The situation was already grave in many developing countries and those ruled by authoritarian leaders, but now Western democracies have found truth being undermined and popular lies often taking its place, especially in the digital world. The impact on politics, journalism, and scholarly endeavors has been chaotic and catastrophic. How will we dig out of this abyss, banish false equivalencies, and restore faith in reliable facts?
This online conversation will address these issues, featuring panelists that include an award-winning correspondent from the New York Times, former and current U.K. politicians, and a senior fellow emeritus at the Brookings Institution who served U.S. presidents Eisenhower, Nixon, Ford, and Carter.
This event is co-sponsored by the Free Speech Project (Georgetown University) and the Future of the Humanities Project (Georgetown University and Blackfriars Hall and Campion Hall, Oxford University). It is part of the ongoing event series Free Speech at the Crossroads: International Dialogues.
John Battle is a British Labor party politician who served in Parliament for Leeds West from 1987 to 2010. He now chairs the Justice and Peace Commission of the Diocese of Leeds. Battle served as minister of state for trade and industry from 1997 to 1999, as well as minister of state at the Foreign and Commonwealth Office from 1999 to 2001. He is a Fellow at Leeds Trinity University and Blackfriars Hall, the University of Oxford.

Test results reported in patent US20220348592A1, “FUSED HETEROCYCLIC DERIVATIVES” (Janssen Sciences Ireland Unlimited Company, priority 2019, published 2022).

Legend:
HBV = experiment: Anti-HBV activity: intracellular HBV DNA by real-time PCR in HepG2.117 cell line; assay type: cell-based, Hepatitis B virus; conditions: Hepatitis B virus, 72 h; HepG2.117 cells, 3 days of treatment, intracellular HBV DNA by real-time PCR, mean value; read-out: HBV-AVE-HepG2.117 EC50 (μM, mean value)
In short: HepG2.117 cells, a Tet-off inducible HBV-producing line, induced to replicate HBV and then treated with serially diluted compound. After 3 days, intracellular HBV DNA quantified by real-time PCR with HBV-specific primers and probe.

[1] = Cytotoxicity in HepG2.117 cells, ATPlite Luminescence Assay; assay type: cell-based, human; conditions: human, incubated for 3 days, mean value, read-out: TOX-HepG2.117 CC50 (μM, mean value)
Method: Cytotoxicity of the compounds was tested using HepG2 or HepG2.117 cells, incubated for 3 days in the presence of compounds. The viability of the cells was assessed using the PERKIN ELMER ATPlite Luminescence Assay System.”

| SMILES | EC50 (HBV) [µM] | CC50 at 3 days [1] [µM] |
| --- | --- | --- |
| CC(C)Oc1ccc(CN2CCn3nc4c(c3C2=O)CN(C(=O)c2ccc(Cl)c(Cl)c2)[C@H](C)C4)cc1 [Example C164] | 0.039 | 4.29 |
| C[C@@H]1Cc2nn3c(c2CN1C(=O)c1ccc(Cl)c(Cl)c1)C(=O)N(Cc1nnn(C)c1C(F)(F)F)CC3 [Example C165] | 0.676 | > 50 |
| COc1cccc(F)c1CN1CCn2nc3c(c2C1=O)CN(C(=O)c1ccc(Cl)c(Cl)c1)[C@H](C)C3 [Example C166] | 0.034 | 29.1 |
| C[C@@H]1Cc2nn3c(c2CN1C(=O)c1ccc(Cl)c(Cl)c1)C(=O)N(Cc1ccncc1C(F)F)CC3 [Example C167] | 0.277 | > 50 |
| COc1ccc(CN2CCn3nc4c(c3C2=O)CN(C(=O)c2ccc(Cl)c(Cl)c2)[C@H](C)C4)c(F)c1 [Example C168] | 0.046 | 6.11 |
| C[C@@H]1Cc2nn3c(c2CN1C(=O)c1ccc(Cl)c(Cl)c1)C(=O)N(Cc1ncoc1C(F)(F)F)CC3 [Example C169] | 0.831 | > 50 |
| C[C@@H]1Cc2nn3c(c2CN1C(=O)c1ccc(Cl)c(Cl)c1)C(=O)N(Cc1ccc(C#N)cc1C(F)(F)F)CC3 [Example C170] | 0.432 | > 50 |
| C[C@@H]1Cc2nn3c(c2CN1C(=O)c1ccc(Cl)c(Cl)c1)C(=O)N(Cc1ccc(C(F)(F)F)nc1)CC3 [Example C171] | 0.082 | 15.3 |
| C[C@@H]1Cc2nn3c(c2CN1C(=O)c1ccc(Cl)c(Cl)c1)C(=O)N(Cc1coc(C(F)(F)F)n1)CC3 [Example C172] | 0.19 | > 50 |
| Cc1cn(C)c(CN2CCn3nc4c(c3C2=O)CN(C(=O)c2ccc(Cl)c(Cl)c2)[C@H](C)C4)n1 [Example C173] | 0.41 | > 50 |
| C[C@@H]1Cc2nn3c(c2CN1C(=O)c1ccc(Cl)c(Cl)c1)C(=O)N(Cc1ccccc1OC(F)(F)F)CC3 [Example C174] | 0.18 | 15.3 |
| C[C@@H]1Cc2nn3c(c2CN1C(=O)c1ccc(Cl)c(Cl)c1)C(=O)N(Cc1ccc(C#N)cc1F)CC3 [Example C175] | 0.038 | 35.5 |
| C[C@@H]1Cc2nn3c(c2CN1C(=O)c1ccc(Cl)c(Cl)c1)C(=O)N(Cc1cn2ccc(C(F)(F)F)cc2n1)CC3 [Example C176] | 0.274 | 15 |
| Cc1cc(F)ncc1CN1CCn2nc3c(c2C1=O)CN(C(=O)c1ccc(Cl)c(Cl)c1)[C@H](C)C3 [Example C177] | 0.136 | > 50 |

Erica L. Green is an award-winning correspondent in the Washington bureau of the New York Times, covering federal education policy with a focus on civil rights and educational equity. She has also authored several investigations into issues of educational inequity across the United States. Green earned a bachelor’s degree in communications and political science from Goucher College and a master’s degree in journalism from Northwestern University.
Stephen H. Hess is a senior fellow emeritus at the Brookings Institution in Washington, DC. He served on the White House staff of U.S. presidents Eisenhower and Nixon, and he was also an adviser to presidents Ford and Carter. His books include Organizing the Presidency, The Government/Press Connection, The Little Book of Campaign Etiquette, What Do We Do Now?, and Bit Player, My Life with Presidents and Ideas.
Baroness Jenny Randerson has been a member of the House of Lords since 2012 and is now a Liberal Democratic Party spokesperson there for transport. She has served as a parliamentary under secretary of state for Wales and a Lords’ Minister for Northern Ireland. She has also been a Welsh Assembly member for Cardiff Central, including minister for culture, sport, and the Welsh language, and a year as acting deputy first minister.
Michael Scott (moderator) is senior dean, fellow of Blackfriars Hall, the University of Oxford, college adviser for postgraduate students, and a member of the Las Casas Institute. He also serves as senior adviser to the president of Georgetown University. Scott previously served as the pro-vice-chancellor at De Montfort University and founding vice-chancellor of Wrexham Glyndwr University.
Sanford J. Ungar (moderator), president emeritus of Goucher College, is director of the Free Speech Project at Georgetown University, which documents challenges to free expression in American education, government, and civil society. Director of the Voice of America under President Bill Clinton, he was dean of the American University School of Communication and is a former co-host of "All Things Considered" on NPR.